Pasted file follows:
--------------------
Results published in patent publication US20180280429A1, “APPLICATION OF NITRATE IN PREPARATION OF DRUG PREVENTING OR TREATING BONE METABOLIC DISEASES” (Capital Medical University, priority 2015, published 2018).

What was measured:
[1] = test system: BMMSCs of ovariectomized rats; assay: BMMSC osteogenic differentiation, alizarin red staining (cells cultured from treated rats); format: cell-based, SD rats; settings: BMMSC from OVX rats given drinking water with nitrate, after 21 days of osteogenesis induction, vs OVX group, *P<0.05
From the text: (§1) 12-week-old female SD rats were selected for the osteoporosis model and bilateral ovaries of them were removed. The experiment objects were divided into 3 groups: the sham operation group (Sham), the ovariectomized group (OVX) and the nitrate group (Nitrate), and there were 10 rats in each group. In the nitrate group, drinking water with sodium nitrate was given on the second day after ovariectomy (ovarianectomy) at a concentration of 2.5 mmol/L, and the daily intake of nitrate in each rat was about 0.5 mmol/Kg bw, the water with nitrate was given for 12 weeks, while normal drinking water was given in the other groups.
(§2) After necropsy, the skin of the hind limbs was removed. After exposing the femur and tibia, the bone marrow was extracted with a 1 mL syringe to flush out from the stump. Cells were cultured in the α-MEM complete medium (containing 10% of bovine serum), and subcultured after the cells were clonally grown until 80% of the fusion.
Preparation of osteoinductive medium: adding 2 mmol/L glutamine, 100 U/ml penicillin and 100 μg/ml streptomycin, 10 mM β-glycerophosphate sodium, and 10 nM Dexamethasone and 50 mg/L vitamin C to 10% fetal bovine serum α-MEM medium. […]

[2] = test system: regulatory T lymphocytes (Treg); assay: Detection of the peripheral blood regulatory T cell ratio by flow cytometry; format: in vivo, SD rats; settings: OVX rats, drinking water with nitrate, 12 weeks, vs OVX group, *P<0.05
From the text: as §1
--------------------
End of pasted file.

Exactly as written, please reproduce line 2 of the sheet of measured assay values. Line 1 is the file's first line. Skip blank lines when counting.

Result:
What was measured: